Poetry, Philosophy and Madness in Plato

Res Cogitans 13 (1) (2018)


Plato’s unease with the poets is well-known from his expulsion of them from his city-state in The Republic, where they embody the very inversion of philosophical self-understanding. Philosophy – which is guided by reason, wisdom, and self-control – is here seen to find itself in the highest opposition to poetry inasmuch the latter dangerously provokes desire, pleasure, and madness. Here philosophy is understood as a praxis of reason, establishing an ideal, active, and self-determined homogeneity opposed to poetry, understood as an illusory, passive, and alienated heterogeneity. However, poetry is more positively presented in Phaedrus. Things seem to have been turned upside-down, since philosophy now is presented as a twin brother to poetry, as both originate from god given madness.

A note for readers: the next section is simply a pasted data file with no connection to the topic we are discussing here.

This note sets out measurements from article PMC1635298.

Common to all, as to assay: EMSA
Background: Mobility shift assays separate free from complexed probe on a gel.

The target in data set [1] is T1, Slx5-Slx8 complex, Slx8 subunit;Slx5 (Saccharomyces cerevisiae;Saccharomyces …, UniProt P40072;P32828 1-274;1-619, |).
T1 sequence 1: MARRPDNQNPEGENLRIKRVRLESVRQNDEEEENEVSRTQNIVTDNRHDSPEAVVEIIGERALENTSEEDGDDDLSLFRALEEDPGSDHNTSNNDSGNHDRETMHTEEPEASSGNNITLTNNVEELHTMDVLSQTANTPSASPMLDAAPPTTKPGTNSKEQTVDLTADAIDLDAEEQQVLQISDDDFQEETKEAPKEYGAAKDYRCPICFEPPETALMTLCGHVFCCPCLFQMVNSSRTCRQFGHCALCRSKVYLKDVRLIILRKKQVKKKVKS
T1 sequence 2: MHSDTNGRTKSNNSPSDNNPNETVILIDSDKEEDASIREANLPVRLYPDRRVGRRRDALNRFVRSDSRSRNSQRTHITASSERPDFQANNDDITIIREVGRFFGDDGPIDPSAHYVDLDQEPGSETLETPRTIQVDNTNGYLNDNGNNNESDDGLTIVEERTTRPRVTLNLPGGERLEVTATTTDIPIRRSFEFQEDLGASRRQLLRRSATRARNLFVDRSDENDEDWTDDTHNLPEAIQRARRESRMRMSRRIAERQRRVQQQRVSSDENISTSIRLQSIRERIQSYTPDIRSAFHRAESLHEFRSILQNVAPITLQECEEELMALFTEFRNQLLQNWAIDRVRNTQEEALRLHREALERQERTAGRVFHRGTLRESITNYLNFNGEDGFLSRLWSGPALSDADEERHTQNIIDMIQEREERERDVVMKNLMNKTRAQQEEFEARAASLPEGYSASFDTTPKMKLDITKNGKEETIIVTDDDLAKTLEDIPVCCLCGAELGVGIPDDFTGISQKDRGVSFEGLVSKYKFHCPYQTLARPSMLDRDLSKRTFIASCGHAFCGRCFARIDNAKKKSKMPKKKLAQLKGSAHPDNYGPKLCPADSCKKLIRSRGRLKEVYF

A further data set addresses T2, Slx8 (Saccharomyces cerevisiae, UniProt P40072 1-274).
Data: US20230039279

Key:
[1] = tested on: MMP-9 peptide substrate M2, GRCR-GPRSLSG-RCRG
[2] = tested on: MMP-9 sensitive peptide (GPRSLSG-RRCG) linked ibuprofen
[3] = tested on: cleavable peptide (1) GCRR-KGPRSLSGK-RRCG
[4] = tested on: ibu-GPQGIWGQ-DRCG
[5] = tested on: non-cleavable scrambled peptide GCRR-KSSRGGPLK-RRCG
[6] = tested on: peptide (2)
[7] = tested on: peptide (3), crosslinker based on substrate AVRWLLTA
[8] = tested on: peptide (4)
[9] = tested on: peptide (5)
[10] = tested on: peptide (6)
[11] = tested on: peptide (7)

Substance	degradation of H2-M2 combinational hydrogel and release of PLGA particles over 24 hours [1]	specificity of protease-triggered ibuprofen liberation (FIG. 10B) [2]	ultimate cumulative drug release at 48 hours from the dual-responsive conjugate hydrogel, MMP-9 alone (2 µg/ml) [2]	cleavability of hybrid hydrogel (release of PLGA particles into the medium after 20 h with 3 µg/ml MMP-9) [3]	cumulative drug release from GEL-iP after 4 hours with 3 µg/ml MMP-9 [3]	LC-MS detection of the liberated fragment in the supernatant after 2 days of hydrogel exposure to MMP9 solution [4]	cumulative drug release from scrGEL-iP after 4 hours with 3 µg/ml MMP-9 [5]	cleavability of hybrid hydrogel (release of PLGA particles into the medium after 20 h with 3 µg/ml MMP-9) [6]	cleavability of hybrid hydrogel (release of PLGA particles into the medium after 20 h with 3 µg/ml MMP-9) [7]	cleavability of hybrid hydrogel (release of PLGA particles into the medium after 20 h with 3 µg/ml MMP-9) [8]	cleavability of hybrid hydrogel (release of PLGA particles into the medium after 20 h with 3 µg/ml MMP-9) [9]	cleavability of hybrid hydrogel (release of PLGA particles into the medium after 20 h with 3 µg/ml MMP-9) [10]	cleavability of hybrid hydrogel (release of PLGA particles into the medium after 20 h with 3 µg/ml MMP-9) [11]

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Plato and Inspiration.Robert Edgar Carter - 1967 - Journal of the History of Philosophy 5 (2):111-121.

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